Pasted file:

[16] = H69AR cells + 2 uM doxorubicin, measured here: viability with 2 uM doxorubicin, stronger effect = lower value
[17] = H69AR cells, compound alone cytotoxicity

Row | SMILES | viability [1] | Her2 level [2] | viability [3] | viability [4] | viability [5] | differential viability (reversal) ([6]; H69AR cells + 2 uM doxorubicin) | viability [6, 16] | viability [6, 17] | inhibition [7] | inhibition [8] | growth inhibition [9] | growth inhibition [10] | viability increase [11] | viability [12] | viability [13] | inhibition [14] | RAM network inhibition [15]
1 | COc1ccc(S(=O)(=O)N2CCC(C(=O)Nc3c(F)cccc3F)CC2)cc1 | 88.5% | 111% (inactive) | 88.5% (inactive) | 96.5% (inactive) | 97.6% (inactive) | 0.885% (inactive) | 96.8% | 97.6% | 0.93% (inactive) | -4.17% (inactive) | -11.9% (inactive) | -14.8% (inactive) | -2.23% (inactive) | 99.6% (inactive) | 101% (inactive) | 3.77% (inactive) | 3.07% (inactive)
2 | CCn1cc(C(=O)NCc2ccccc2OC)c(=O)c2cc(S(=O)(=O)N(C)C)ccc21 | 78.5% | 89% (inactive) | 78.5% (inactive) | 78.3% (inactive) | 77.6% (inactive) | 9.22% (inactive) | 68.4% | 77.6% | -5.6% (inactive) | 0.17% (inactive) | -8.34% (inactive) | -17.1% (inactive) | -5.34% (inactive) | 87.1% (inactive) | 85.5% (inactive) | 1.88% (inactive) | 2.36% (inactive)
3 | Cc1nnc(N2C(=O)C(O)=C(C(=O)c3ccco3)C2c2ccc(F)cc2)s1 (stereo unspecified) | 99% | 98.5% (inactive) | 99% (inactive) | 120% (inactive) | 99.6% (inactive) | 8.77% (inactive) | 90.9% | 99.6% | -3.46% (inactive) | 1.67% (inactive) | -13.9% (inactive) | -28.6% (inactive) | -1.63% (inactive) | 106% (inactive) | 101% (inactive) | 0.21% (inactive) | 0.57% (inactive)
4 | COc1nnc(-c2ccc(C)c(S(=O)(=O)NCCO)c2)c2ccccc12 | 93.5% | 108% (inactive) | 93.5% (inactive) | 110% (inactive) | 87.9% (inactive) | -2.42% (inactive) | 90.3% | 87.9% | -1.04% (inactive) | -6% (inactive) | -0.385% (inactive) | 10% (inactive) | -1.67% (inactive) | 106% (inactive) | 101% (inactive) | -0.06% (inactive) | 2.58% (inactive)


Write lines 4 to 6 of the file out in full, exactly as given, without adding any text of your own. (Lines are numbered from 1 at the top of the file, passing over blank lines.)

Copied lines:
1 | COc1ccc(S(=O)(=O)N2CCC(C(=O)Nc3c(F)cccc3F)CC2)cc1 | 88.5% | 111% (inactive) | 88.5% (inactive) | 96.5% (inactive) | 97.6% (inactive) | 0.885% (inactive) | 96.8% | 97.6% | 0.93% (inactive) | -4.17% (inactive) | -11.9% (inactive) | -14.8% (inactive) | -2.23% (inactive) | 99.6% (inactive) | 101% (inactive) | 3.77% (inactive) | 3.07% (inactive)
2 | CCn1cc(C(=O)NCc2ccccc2OC)c(=O)c2cc(S(=O)(=O)N(C)C)ccc21 | 78.5% | 89% (inactive) | 78.5% (inactive) | 78.3% (inactive) | 77.6% (inactive) | 9.22% (inactive) | 68.4% | 77.6% | -5.6% (inactive) | 0.17% (inactive) | -8.34% (inactive) | -17.1% (inactive) | -5.34% (inactive) | 87.1% (inactive) | 85.5% (inactive) | 1.88% (inactive) | 2.36% (inactive)
3 | Cc1nnc(N2C(=O)C(O)=C(C(=O)c3ccco3)C2c2ccc(F)cc2)s1 (stereo unspecified) | 99% | 98.5% (inactive) | 99% (inactive) | 120% (inactive) | 99.6% (inactive) | 8.77% (inactive) | 90.9% | 99.6% | -3.46% (inactive) | 1.67% (inactive) | -13.9% (inactive) | -28.6% (inactive) | -1.63% (inactive) | 106% (inactive) | 101% (inactive) | 0.21% (inactive) | 0.57% (inactive)